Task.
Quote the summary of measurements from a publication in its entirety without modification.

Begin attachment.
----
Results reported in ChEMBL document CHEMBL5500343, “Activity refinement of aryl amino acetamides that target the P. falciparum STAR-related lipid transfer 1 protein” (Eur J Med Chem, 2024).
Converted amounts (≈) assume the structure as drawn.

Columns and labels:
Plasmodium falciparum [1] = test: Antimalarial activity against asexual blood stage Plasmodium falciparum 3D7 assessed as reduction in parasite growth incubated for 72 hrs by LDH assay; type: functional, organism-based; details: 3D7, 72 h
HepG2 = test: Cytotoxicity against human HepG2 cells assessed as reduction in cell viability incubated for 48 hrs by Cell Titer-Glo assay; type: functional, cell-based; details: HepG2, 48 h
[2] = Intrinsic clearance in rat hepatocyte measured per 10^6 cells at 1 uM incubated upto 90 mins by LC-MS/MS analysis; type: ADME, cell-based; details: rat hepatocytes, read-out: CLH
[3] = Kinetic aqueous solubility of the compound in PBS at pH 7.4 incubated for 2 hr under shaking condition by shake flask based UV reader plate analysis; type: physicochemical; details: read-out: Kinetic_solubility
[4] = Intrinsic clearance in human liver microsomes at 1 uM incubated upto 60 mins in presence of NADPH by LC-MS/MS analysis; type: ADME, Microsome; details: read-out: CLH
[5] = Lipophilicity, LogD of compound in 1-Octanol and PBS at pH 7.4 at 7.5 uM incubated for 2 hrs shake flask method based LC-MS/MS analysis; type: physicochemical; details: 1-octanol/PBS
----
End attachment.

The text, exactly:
Results reported in ChEMBL document CHEMBL5500343, “Activity refinement of aryl amino acetamides that target the P. falciparum STAR-related lipid transfer 1 protein” (Eur J Med Chem, 2024).
Converted amounts (≈) assume the structure as drawn.

Columns and labels:
Plasmodium falciparum [1] = test: Antimalarial activity against asexual blood stage Plasmodium falciparum 3D7 assessed as reduction in parasite growth incubated for 72 hrs by LDH assay; type: functional, organism-based; details: 3D7, 72 h
HepG2 = test: Cytotoxicity against human HepG2 cells assessed as reduction in cell viability incubated for 48 hrs by Cell Titer-Glo assay; type: functional, cell-based; details: HepG2, 48 h
[2] = Intrinsic clearance in rat hepatocyte measured per 10^6 cells at 1 uM incubated upto 90 mins by LC-MS/MS analysis; type: ADME, cell-based; details: rat hepatocytes, read-out: CLH
[3] = Kinetic aqueous solubility of the compound in PBS at pH 7.4 incubated for 2 hr under shaking condition by shake flask based UV reader plate analysis; type: physicochemical; details: read-out: Kinetic_solubility
[4] = Intrinsic clearance in human liver microsomes at 1 uM incubated upto 60 mins in presence of NADPH by LC-MS/MS analysis; type: ADME, Microsome; details: read-out: CLH
[5] = Lipophilicity, LogD of compound in 1-Octanol and PBS at pH 7.4 at 7.5 uM incubated for 2 hrs shake flask method based LC-MS/MS analysis; type: physicochemical; details: 1-octanol/PBS